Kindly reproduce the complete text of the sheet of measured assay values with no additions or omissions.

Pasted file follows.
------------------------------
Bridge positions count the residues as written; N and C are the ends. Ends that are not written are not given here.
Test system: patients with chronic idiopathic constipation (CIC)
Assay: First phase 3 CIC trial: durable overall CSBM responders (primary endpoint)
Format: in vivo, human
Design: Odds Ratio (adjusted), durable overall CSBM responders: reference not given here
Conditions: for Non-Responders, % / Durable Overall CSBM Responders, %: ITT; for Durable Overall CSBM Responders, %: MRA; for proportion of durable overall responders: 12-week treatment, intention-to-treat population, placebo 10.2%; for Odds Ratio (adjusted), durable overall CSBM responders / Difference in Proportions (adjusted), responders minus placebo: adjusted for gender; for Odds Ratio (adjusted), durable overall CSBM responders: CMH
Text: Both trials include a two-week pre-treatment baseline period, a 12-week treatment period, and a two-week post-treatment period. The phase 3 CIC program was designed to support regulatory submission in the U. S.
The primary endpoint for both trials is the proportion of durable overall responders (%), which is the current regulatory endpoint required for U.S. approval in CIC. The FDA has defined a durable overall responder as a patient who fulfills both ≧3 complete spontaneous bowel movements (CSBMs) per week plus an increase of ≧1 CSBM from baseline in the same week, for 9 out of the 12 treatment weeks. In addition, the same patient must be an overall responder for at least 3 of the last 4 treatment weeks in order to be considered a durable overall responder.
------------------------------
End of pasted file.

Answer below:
Bridge positions count the residues as written; N and C are the ends. Ends that are not written are not given here.
Test system: patients with chronic idiopathic constipation (CIC)
Assay: First phase 3 CIC trial: durable overall CSBM responders (primary endpoint)
Format: in vivo, human
Design: Odds Ratio (adjusted), durable overall CSBM responders: reference not given here
Conditions: for Non-Responders, % / Durable Overall CSBM Responders, %: ITT; for Durable Overall CSBM Responders, %: MRA; for proportion of durable overall responders: 12-week treatment, intention-to-treat population, placebo 10.2%; for Odds Ratio (adjusted), durable overall CSBM responders / Difference in Proportions (adjusted), responders minus placebo: adjusted for gender; for Odds Ratio (adjusted), durable overall CSBM responders: CMH
Text: Both trials include a two-week pre-treatment baseline period, a 12-week treatment period, and a two-week post-treatment period. The phase 3 CIC program was designed to support regulatory submission in the U. S.
The primary endpoint for both trials is the proportion of durable overall responders (%), which is the current regulatory endpoint required for U.S. approval in CIC. The FDA has defined a durable overall responder as a patient who fulfills both ≧3 complete spontaneous bowel movements (CSBMs) per week plus an increase of ≧1 CSBM from baseline in the same week, for 9 out of the 12 treatment weeks. In addition, the same patient must be an overall responder for at least 3 of the last 4 treatment weeks in order to be considered a durable overall responder.